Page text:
The answer to this question is complicated in Florida. Certainly, the fact that the divorce happened is public information. The public can purchase a certificate of divorce from the Florida Department of Health.
Of more concern to most people is public access to the final judgment of dissolution of marriage, which may incorporate a marital settlement agreement and parenting plan, or to other court orders, documents and transcripts of proceedings in the divorce. Of course, there is nothing more private than the circumstances of a marital breakdown.
People are also concerned about their children’s privacy, especially in a contentious proceeding or one in which mental health or embarrassing circumstances are involved.
Government records are public unless exempt or confidential
Broadly, Florida law allows public access and copying of public records, including court records. Florida courts have recognized that this public policy is strong and favors openness. However, under certain circumstances, the court may seal its own records from public view, despite a strong presumption of openness, even in a divorce case, which does not get special treatment.
Florida courts have said that in dissolution of marriage proceedings, the wishes of the divorcing parties alone are not a sufficient basis for an order to seal the record. As the state Supreme Court said in Barron v. Florida Freedom Newspapers, Inc., divorcing spouses “are not entitled to a private proceeding.”
Standard to seal
The person seeking sealing has the burden to overcome the presumption of openness. Court records may be sealed only if necessary in six situations:
- For public policy reasons based in the constitution, laws, regulations or court cases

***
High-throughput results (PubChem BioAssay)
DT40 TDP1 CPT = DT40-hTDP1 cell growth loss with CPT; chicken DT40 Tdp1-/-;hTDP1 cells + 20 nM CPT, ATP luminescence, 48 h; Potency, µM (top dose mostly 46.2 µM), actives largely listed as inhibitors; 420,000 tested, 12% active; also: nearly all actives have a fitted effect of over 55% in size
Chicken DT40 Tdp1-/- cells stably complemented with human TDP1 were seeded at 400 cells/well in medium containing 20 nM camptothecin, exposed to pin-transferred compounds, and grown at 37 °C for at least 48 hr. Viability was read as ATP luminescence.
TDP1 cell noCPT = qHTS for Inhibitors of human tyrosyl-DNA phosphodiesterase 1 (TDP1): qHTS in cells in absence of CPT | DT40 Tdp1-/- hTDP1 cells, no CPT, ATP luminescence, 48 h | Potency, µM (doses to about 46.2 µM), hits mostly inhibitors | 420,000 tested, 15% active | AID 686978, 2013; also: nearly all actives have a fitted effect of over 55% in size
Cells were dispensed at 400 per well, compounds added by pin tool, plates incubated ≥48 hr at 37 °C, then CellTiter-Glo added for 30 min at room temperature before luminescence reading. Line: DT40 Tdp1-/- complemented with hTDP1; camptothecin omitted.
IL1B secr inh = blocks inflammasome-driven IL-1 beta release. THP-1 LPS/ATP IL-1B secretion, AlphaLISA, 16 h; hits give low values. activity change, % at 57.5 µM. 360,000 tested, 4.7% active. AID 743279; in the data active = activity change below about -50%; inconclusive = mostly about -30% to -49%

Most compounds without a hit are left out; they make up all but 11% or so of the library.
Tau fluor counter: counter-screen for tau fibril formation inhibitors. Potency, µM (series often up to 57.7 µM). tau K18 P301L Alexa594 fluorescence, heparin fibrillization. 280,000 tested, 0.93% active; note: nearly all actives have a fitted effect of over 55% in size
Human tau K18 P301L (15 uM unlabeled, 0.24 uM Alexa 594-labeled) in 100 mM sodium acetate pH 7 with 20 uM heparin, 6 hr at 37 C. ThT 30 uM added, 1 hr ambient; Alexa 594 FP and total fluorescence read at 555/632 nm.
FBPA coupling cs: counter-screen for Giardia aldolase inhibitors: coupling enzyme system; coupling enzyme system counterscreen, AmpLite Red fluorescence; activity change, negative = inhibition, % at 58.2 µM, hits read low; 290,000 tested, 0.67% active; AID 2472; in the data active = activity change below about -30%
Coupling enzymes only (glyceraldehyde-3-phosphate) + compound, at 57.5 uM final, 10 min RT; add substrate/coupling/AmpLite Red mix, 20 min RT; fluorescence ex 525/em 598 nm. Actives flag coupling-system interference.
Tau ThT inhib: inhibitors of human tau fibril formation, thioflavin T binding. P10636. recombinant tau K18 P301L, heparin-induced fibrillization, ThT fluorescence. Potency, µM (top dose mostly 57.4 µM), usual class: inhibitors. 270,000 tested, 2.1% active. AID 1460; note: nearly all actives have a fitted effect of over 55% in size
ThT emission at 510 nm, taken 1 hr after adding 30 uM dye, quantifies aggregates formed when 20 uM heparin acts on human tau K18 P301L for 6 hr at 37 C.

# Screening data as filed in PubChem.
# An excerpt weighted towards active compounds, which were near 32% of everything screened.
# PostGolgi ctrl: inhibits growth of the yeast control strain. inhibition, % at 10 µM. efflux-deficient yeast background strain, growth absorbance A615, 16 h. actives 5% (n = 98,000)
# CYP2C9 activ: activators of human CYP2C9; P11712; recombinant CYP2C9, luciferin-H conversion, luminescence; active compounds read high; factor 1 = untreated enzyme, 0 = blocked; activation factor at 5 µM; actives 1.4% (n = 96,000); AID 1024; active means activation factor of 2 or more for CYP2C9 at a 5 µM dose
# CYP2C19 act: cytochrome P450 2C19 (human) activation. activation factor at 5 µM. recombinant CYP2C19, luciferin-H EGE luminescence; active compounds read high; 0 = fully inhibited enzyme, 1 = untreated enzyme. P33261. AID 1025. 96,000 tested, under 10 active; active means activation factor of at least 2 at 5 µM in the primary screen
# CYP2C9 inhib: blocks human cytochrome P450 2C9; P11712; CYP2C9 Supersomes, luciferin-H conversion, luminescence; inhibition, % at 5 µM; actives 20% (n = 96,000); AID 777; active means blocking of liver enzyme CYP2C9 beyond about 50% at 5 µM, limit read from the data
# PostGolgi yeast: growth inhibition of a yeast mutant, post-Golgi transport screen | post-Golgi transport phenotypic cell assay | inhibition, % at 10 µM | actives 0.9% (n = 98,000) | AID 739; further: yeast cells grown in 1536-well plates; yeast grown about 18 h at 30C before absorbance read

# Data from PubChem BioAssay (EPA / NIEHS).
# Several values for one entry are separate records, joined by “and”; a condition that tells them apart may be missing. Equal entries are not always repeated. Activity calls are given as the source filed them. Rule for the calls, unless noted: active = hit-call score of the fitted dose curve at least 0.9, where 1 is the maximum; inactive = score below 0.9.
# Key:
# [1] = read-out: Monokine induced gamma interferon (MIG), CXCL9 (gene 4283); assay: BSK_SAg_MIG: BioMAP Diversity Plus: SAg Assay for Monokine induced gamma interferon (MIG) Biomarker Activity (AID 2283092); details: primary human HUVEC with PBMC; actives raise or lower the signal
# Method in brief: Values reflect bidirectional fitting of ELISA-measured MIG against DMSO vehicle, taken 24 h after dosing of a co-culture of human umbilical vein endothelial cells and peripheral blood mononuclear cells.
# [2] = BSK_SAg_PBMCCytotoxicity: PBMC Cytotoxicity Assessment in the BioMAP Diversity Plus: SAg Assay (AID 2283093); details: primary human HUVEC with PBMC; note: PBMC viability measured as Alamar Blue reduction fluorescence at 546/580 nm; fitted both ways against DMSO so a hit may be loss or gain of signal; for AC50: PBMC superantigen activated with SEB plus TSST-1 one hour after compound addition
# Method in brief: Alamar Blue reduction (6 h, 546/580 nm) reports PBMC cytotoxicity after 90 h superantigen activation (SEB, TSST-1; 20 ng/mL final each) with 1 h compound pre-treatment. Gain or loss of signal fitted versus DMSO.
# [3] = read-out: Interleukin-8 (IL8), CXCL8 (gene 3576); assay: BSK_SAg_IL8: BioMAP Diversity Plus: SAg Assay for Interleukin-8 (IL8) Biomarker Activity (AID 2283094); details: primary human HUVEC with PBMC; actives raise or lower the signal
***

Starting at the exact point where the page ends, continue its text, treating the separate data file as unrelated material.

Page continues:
- For protection of trade secrets
- For protection of a “compelling governmental interest”
- To obtain evidence
- To protect “innocent third parties”
- To prevent substantial injury to a person by release of information protected by a right to privacy or by common law
The Barron case pointed out that in a divorce case, sealing could be based on the protection of children under the fifth basis and potentially pursuant to the last reason under a constitutional right to privacy.
The court may not close a record if there is a “reasonable alternative … to accomplish the desired result …”
Some people are concerned about the revelation of personal identifying or financial information through the records produced in divorce. Court personnel are to omit Social Security numbers and bank and credit card numbers from official records. Should a party discover such a number in an official court record, he or she may request its redaction.
Anyone concerned about maintaining privacy in a divorce proceeding should speak with an experienced attorney about this complex and crucially important area of Florida law.